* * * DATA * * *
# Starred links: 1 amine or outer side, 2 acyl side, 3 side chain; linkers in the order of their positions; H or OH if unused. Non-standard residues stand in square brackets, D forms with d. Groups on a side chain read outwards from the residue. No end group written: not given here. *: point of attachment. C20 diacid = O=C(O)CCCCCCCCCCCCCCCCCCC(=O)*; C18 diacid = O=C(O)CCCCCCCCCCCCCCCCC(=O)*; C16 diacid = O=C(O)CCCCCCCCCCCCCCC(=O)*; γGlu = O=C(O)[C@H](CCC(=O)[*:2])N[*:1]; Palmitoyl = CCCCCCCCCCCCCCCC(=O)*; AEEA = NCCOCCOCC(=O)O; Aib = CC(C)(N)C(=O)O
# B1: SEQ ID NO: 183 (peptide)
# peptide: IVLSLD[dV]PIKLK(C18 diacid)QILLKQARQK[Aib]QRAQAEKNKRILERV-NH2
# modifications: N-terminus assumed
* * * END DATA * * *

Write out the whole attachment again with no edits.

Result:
# Starred links: 1 amine or outer side, 2 acyl side, 3 side chain; linkers in the order of their positions; H or OH if unused. Non-standard residues stand in square brackets, D forms with d. Groups on a side chain read outwards from the residue. No end group written: not given here. *: point of attachment. C20 diacid = O=C(O)CCCCCCCCCCCCCCCCCCC(=O)*; C18 diacid = O=C(O)CCCCCCCCCCCCCCCCC(=O)*; C16 diacid = O=C(O)CCCCCCCCCCCCCCC(=O)*; γGlu = O=C(O)[C@H](CCC(=O)[*:2])N[*:1]; Palmitoyl = CCCCCCCCCCCCCCCC(=O)*; AEEA = NCCOCCOCC(=O)O; Aib = CC(C)(N)C(=O)O
# B1: SEQ ID NO: 183 (peptide)
# peptide: IVLSLD[dV]PIKLK(C18 diacid)QILLKQARQK[Aib]QRAQAEKNKRILERV-NH2
# modifications: N-terminus assumed